The news of Hawa Abdi’s death shook the Somali social media world. Many Somali social media users, including me, shared their sadness on the death of this giant woman. Rest in peace!

Continue Reading

Africa

Spilling Oil and Mosaic Racial Prejudices

Published

on

My heart is heavy with prayers on behalf of Mauritius  where I am blessed to be residing and working, as an oil spill catastrophe compounds the economic impacts of the COVID-19 pandemic in this idyllically beautiful though in so many ways fragile land.  Thanks with ultimate love to those in many places around the world who have texted and emailed your concerns to me  about Mauritius. Your prayers and positive thoughts are well needed and greatly appreciated. 

This tear jerking natural disaster gives us a reflection today exacerbated with  the horrible Beirut blast earlier this week and the deteriorating oil tanker in the Red Sea unattended as proxy war rages in Yemen  ; and  the profit motive  loosening of environmental protections in America,Brazil , and elsewhere in the established and emerging West. And it is impossible for us , none of us, to escape from the web of disastrous environmental   circumstances  engulfing all of us whether we believe in global warming or not-the coming further  biodiversity consequences of global warming adding rock salt to the wounds of and going beyond the present COVID 19 pandemic and its emerging mutations. 

Whether we live in the declining North and West or in  the emerging South and East in the world,  or on mainlands or on islands, the climatical catastrophes are  now causing us  all to be jolted rudely out of our beds of complacency.We  are being forced to  open our eyes without the  time to indulge in the luxurious privilege of rubbing them to get the  sleep out of our  dropping post-dreamland eyelids. 

What more will it take for we human beings to realize and act constructively about the sobering fact that physical environments and the non-human lives within  them  and what we human beings do to them have real consequences at all times.We can never afford to waste one minute ignoring anything or being careless when it comes to our environments and to non-human living animals and plants. No matter where we are or stand in any society especially one which claims to be  a democracy ,we can never afford be sleep at the wheel.We must always be alert and be proactive and preventive rather than passive and indifferent since that which is a tranquil paradise environment or a scenic port or luscious green forests or beautiful spacious plains and even impoverished and wealthy rural and urban living spaces can  in the blink of an eye go up in explosive environmental and life taking smoke or toxic spill. 

It is one thing when such environmental and life taking destructions occur beyond our human control such as an earthquake or cyclone or hurricane or volcanic eruption so long as preparations by governments and communities are made so when some mass destructive catastrophe does occur everyone no matter their wealth or poverty and cultural background are all taken care of the same quality of life way.It is the most tragic mass catastrophe which occurs when it is due to governments and communities having the ability to develop natural disaster preparation capacity though don’t bother to do so or ignore the warnings of citizens and noncitizens since  for demographic reasons they do not have the respect of the powerful to be listened to and heard for urgent action.Thus when the  natural disaster comes  those in government, private sector, and civil society power are caught flatfooted and the entire society comes to suffer in one way or another. We all become victims of our own negligence within not outside our control.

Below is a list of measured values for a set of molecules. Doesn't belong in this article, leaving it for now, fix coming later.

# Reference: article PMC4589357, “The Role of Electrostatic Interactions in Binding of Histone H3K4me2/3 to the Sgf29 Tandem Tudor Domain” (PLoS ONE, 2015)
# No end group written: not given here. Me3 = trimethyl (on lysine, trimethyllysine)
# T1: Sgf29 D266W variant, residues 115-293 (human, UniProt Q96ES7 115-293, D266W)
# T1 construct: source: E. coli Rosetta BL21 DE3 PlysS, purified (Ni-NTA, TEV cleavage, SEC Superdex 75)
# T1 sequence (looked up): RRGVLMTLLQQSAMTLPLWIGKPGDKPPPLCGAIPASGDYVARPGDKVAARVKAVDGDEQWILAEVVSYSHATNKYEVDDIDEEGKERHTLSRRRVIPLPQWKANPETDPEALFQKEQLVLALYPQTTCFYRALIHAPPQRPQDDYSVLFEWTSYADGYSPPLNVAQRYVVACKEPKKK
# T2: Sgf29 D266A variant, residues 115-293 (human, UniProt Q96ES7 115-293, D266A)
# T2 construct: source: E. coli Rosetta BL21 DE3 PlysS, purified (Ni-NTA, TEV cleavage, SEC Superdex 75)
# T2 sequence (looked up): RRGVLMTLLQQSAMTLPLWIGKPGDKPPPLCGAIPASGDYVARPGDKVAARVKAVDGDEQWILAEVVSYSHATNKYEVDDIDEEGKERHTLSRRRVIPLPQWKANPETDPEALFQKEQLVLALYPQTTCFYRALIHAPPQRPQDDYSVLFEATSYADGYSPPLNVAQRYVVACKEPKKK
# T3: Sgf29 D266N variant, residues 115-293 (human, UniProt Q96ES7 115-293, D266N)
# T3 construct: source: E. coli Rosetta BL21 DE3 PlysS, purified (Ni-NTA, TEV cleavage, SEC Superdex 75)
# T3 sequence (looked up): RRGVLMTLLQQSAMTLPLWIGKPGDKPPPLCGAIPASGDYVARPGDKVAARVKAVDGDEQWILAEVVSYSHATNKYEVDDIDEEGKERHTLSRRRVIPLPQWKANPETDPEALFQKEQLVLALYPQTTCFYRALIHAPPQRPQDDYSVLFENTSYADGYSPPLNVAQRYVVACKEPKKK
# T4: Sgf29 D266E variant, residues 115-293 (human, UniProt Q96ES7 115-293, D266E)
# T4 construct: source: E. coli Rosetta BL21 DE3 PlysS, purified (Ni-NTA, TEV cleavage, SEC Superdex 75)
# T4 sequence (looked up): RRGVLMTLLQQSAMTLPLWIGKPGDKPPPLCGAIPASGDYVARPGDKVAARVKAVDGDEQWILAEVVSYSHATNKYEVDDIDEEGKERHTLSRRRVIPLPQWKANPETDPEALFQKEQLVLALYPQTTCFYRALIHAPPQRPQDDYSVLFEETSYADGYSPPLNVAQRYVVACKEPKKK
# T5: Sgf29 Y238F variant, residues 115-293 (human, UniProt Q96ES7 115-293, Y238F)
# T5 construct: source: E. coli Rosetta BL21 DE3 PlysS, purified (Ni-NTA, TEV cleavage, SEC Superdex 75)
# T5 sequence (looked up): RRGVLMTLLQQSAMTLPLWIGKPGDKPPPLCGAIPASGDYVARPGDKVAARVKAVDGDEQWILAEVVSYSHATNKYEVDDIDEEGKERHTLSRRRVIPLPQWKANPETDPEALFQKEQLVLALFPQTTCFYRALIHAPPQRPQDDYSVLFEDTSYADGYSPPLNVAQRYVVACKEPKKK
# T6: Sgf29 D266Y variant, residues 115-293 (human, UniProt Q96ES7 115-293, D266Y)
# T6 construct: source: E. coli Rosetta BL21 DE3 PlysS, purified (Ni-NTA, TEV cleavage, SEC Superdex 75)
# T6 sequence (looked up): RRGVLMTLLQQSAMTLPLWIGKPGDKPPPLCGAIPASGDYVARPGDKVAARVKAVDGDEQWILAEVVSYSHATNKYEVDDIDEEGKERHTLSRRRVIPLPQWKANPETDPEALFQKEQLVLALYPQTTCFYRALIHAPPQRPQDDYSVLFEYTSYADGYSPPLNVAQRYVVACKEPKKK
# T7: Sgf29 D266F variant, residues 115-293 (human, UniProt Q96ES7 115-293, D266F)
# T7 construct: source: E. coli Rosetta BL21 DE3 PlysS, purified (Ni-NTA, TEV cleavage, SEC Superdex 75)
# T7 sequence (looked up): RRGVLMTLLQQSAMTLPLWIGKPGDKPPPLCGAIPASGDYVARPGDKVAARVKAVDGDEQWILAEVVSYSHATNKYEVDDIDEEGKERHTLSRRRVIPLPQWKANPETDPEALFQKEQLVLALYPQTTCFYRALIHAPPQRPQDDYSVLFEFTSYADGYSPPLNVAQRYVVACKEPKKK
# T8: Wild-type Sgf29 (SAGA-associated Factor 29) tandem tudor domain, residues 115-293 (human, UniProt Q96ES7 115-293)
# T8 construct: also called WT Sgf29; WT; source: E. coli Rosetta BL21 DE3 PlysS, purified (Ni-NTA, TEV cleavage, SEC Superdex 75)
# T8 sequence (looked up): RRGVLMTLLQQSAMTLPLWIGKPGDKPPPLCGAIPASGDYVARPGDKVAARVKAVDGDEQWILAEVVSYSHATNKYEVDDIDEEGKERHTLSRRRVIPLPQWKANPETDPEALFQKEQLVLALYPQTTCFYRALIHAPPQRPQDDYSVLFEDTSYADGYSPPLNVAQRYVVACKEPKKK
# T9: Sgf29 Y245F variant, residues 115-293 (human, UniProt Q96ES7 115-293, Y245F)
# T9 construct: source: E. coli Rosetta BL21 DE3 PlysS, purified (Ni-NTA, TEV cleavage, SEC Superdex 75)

In the midst of  and in the aftermath of any natural disaster be it beyond or within human control there invariably is raised in these global social media days the human rights concern  of  the uneven ways the mass catastrophe affects the quality of life of impacted populations.  This is especially the case for the quality of life of mass natural disaster effects on  historically excluded and marginalized populations. In Mauritius it is the issue of African Kreoles; that is, those Mauritians with African descent  heritage who acknowledge their heritage though realizing  there are many Mauritians of Indian, English, and French descent with African heritage though not acknowledged let alone in more cases than a few, even known.

Yesterday evening one event I attended in the nearby Town of Rose Hill, not cancelled due to the impending oil spill disaster, was the first ever public conversation in Mauritius about racial prejudice in this  otherwise island paradise. Though there was the predicted attempt by some speakers to dilute the issue by speaking about other kinds of  non-racial social prejudices ,the focus  appropriately always came back to systemic and structural  anti-Afro- Kreol prejudice in this land  most apparent in the public and in the corporate private sectors and in interracial  dating, marriage, and family formations  in relation to Afro-Kreols . Paradoxically people here in Mauritius are so closely knitted and friendly though can be   so deeply historically divided in their racial prejudices ( Though treated kindly as a brother in most private and public places I have been in Mauritius, I have not been totally  immuned from anti-Black racism  before  or/and after I have opened my American sounding mouth.For instance , consider the Indian doctor seeing me for the first time asking me if the “Professor ” before my name was my actual title or a nickname– well we know Black people,  especially older or younger men ,no matter their nationality are not well educated and love nicknames like Prof and Doc, right?🤭😊).